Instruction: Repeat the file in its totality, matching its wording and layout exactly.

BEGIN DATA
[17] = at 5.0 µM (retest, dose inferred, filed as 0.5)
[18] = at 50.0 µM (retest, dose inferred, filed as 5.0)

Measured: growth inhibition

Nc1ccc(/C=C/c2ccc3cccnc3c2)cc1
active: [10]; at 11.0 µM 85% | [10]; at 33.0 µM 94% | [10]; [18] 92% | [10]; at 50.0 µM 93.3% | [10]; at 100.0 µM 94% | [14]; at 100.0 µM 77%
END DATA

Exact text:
[17] = at 5.0 µM (retest, dose inferred, filed as 0.5)
[18] = at 50.0 µM (retest, dose inferred, filed as 5.0)

Measured: growth inhibition

Nc1ccc(/C=C/c2ccc3cccnc3c2)cc1
active: [10]; at 11.0 µM 85% | [10]; at 33.0 µM 94% | [10]; [18] 92% | [10]; at 50.0 µM 93.3% | [10]; at 100.0 µM 94% | [14]; at 100.0 µM 77%